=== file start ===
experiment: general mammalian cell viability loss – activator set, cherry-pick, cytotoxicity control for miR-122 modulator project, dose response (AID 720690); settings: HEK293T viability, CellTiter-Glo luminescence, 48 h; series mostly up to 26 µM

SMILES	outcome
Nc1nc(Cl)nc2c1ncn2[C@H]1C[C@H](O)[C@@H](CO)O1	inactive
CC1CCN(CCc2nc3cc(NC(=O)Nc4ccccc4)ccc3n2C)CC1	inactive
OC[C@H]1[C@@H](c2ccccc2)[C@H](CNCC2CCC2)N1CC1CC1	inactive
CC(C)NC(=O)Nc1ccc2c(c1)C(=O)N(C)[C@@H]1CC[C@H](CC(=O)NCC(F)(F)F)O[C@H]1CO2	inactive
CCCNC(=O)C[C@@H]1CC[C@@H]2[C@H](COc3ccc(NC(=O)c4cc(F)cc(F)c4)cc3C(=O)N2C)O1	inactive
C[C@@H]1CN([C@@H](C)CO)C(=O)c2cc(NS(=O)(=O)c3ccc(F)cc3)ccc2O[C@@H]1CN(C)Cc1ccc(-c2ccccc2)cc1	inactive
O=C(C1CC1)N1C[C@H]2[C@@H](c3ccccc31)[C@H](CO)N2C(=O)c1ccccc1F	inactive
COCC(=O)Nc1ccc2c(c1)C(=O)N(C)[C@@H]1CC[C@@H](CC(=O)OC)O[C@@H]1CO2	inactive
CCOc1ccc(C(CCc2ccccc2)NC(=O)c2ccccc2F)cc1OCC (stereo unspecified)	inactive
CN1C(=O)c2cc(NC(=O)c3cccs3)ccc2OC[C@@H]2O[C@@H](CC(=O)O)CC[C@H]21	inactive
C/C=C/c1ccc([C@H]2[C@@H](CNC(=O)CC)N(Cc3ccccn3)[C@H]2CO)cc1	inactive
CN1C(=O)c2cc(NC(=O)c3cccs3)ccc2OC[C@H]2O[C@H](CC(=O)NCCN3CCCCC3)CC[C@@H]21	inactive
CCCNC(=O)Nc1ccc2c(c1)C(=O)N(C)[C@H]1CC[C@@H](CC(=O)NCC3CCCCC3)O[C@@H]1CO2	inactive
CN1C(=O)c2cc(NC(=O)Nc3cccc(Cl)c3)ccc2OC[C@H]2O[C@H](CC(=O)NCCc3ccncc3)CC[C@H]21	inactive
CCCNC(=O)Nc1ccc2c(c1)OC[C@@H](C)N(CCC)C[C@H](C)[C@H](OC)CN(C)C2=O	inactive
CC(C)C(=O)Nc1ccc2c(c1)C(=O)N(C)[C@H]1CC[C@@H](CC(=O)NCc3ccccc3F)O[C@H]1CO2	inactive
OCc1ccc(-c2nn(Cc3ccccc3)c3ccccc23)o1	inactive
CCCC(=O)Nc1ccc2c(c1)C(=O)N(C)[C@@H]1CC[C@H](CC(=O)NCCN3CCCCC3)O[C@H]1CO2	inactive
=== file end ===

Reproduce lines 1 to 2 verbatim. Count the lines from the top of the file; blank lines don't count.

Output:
experiment: general mammalian cell viability loss – activator set, cherry-pick, cytotoxicity control for miR-122 modulator project, dose response (AID 720690); settings: HEK293T viability, CellTiter-Glo luminescence, 48 h; series mostly up to 26 µM

SMILES	outcome